Our two granddaughters declared their intention to come and have a “two nights sleepover” at nana and nani’s house this past week. I took time off from work and my wife ensured that we had their favourite fruits, pastas and cereal etc., stocked up. As this would be the first time for both of them to spend extended time with us, we were a little apprehensive whether the three years old J would be up to it. We need not have worried. The two girls had a blast, as did we. Fun activities like drawing and colouring, craftwork, making “secret hideaways” from chairs covered with bedspreads and telling stories while hiding inside from the bears and witches prowling just outside, kept us all busy. They loved playing in the park and used our driveway as a canvas to create their masterpieces with coloured chalks. The mandatory visit to Chapters to select a book each of their choice always serves as icing on the cake.
On the second night, feisty J wanted her nana to tuck her in to bed. The usual stories were repeated while trying to stick to the earlier version and nursery rhymes sung but she was in no mood to sleep and kept prattling on, just to delay her sleeping. A tad firmly, I told her that she had to learn to behave like her older sister who was being a good girl, as she had finished reading her book and gone to asleep. I told J she would not be able to have another sleepover at our house if she could not learn to go to bed by herself.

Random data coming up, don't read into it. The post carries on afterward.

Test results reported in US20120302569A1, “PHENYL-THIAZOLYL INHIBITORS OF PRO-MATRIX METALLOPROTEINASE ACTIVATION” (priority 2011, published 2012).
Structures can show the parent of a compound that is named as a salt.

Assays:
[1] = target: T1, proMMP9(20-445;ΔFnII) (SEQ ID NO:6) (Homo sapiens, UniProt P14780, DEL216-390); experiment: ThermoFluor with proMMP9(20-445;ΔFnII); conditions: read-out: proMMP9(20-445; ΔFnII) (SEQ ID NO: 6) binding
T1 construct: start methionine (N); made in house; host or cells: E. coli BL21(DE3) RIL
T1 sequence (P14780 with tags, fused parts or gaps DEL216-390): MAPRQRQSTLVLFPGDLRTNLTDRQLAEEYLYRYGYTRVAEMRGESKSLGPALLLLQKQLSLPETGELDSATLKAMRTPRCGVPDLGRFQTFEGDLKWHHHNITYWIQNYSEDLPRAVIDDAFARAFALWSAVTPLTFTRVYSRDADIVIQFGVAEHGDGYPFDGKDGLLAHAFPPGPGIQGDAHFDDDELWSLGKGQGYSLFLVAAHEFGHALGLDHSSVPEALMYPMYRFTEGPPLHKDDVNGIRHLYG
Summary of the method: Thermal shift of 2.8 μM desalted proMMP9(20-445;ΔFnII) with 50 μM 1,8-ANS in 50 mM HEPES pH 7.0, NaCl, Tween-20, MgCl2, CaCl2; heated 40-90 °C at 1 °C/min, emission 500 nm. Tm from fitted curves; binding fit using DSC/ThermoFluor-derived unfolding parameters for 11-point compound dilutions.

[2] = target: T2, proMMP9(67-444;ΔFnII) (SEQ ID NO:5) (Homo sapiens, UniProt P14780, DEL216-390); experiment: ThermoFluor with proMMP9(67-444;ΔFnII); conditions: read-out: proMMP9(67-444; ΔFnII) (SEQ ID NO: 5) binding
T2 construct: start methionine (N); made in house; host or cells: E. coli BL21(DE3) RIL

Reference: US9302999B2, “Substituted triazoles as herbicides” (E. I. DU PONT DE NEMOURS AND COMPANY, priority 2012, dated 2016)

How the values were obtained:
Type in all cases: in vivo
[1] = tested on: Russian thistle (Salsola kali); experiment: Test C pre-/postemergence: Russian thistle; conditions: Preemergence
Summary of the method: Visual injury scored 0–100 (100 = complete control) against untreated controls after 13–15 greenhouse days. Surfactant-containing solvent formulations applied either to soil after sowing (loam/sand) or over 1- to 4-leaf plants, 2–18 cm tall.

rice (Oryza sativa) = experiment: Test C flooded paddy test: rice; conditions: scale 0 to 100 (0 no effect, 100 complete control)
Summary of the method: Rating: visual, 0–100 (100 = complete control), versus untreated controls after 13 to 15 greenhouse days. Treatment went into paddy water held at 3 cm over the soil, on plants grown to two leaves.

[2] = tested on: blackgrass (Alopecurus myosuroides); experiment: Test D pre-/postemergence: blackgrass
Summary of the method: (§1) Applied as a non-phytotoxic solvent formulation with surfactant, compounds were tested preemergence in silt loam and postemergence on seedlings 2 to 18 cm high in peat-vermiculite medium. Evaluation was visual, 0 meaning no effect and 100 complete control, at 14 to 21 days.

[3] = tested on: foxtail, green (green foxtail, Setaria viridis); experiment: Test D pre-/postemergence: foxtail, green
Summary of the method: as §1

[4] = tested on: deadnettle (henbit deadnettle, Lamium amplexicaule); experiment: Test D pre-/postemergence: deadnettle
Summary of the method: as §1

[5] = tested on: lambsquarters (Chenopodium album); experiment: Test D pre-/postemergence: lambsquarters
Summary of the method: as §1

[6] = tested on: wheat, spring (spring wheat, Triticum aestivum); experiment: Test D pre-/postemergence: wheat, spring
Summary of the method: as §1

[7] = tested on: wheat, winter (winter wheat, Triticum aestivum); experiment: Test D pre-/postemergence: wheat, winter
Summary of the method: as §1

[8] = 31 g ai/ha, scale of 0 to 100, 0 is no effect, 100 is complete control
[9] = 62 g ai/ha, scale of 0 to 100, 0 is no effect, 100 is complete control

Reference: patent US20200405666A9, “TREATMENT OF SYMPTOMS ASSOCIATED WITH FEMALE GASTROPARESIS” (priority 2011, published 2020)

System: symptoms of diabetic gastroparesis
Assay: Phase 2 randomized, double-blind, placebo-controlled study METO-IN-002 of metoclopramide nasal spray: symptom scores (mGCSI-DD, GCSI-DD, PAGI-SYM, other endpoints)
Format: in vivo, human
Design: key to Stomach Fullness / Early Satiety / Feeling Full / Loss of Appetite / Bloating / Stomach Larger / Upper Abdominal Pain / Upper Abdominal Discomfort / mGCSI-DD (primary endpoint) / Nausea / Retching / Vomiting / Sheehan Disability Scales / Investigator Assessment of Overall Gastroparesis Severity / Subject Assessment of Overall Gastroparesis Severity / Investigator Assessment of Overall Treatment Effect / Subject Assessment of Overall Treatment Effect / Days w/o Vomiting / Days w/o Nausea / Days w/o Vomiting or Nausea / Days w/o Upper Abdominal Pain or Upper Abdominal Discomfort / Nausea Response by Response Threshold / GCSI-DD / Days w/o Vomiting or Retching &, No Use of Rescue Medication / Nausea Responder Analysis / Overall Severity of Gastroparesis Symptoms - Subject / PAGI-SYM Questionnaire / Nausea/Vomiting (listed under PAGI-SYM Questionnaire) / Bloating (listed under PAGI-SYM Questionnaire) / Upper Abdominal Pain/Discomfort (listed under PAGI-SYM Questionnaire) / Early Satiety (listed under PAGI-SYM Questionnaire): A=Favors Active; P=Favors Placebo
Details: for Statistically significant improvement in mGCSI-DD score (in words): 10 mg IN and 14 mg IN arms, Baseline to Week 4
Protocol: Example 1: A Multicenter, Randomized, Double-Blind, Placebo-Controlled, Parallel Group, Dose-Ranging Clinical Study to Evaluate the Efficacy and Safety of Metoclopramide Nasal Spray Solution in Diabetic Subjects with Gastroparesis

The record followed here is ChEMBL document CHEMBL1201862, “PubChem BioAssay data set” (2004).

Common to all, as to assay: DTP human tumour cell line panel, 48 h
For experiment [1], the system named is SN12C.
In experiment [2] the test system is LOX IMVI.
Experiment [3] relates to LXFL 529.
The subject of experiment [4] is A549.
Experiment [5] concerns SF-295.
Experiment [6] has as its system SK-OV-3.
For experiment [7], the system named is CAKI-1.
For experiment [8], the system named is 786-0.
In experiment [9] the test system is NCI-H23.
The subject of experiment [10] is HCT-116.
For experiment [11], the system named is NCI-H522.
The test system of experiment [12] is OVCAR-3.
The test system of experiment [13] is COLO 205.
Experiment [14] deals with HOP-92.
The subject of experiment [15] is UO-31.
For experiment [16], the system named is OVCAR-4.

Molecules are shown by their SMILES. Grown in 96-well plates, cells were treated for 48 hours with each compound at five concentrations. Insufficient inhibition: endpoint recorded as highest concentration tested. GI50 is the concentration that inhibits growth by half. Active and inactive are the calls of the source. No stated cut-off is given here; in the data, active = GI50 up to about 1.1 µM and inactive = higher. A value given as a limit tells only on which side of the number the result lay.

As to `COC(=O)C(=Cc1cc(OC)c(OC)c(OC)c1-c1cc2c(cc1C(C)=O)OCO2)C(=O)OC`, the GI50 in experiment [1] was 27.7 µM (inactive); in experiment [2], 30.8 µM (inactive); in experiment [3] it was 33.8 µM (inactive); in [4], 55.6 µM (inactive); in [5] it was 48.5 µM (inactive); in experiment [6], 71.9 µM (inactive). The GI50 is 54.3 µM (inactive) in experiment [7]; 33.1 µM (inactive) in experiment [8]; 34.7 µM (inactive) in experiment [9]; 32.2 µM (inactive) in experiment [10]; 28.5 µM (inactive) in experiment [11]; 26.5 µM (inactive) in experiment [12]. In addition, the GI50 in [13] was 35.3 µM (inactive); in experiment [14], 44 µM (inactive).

Little J sat up and in a small girl voice said, “Nana, when am I going home to my mummy and daddy? You told us that we would be here for two days, but it is three days now already.” I told her she had slept at our place the previous night, that this was only the second evening and we would go to her place after she woke up in the morning and had her breakfast. J responded, “No nana. It is three days. My mummy and daddy must be out, looking for my sister and me. We have to go home to them.” By now, I was starting to worry that she might soon start to bawl and then we would have to call her parents or even drive the girls home that very night. So, I offered to send my wife in to tell her another story and J said, “Nani is chattering with my sister in her room, that’s why I can’t sleep. Please send nani to come here and sing me the song my mummy sings.”
My wife replaced me in J’s bedroom and only emerged an hour later, saying the little one had used up every trick in her book to keep up a conversation and delay falling asleep!
The very next day we were visiting with our son and daughter-in-law. Their one year old son is already well-versed in the art of getting us all to tow his line and keep himself entertained, even as we enjoy his antics.
Forget the millennials; even toddlers seem to know exactly what they want and how to get it. Growing up, we were handed wooden blocks and left to use our imagination and entertain ourselves.
Here is Sudarshan Faakir’s gem recollecting one’s lost childhood, beautifully sung by Jagjit and Chitra Singh: